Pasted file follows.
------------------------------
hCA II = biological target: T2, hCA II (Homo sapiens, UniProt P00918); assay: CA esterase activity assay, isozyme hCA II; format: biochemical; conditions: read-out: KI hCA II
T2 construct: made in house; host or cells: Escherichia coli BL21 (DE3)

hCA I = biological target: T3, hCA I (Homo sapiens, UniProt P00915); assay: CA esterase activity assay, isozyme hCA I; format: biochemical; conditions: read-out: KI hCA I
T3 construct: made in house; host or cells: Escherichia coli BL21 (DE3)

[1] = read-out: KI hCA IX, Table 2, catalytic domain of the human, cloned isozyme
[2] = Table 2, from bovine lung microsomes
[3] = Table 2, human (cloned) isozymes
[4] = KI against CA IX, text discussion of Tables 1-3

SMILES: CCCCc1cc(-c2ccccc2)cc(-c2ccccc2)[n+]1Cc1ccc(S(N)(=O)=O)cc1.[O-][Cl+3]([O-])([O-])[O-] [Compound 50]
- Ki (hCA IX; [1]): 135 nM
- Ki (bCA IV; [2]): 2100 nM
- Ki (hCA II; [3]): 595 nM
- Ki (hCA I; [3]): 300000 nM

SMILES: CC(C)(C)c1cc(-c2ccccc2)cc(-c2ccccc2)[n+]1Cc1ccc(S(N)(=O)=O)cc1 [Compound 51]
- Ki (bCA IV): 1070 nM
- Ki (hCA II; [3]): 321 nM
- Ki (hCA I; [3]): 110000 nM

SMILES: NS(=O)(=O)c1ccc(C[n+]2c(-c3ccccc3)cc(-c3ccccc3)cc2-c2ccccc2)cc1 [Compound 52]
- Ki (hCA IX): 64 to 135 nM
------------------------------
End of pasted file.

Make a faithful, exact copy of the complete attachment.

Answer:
hCA II = biological target: T2, hCA II (Homo sapiens, UniProt P00918); assay: CA esterase activity assay, isozyme hCA II; format: biochemical; conditions: read-out: KI hCA II
T2 construct: made in house; host or cells: Escherichia coli BL21 (DE3)

hCA I = biological target: T3, hCA I (Homo sapiens, UniProt P00915); assay: CA esterase activity assay, isozyme hCA I; format: biochemical; conditions: read-out: KI hCA I
T3 construct: made in house; host or cells: Escherichia coli BL21 (DE3)

[1] = read-out: KI hCA IX, Table 2, catalytic domain of the human, cloned isozyme
[2] = Table 2, from bovine lung microsomes
[3] = Table 2, human (cloned) isozymes
[4] = KI against CA IX, text discussion of Tables 1-3

SMILES: CCCCc1cc(-c2ccccc2)cc(-c2ccccc2)[n+]1Cc1ccc(S(N)(=O)=O)cc1.[O-][Cl+3]([O-])([O-])[O-] [Compound 50]
- Ki (hCA IX; [1]): 135 nM
- Ki (bCA IV; [2]): 2100 nM
- Ki (hCA II; [3]): 595 nM
- Ki (hCA I; [3]): 300000 nM

SMILES: CC(C)(C)c1cc(-c2ccccc2)cc(-c2ccccc2)[n+]1Cc1ccc(S(N)(=O)=O)cc1 [Compound 51]
- Ki (bCA IV): 1070 nM
- Ki (hCA II; [3]): 321 nM
- Ki (hCA I; [3]): 110000 nM

SMILES: NS(=O)(=O)c1ccc(C[n+]2c(-c3ccccc3)cc(-c3ccccc3)cc2-c2ccccc2)cc1 [Compound 52]
- Ki (hCA IX): 64 to 135 nM